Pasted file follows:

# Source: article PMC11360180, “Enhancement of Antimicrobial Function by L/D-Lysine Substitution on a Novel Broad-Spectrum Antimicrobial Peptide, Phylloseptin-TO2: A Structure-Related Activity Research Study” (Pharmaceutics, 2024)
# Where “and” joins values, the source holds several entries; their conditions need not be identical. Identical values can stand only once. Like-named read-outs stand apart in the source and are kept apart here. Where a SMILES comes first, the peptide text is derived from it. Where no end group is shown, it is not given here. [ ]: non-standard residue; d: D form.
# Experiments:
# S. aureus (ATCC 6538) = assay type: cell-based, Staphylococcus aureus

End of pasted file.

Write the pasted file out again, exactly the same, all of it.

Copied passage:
# Source: article PMC11360180, “Enhancement of Antimicrobial Function by L/D-Lysine Substitution on a Novel Broad-Spectrum Antimicrobial Peptide, Phylloseptin-TO2: A Structure-Related Activity Research Study” (Pharmaceutics, 2024)
# Where “and” joins values, the source holds several entries; their conditions need not be identical. Identical values can stand only once. Like-named read-outs stand apart in the source and are kept apart here. Where a SMILES comes first, the peptide text is derived from it. Where no end group is shown, it is not given here. [ ]: non-standard residue; d: D form.
# Experiments:
# S. aureus (ATCC 6538) = assay type: cell-based, Staphylococcus aureus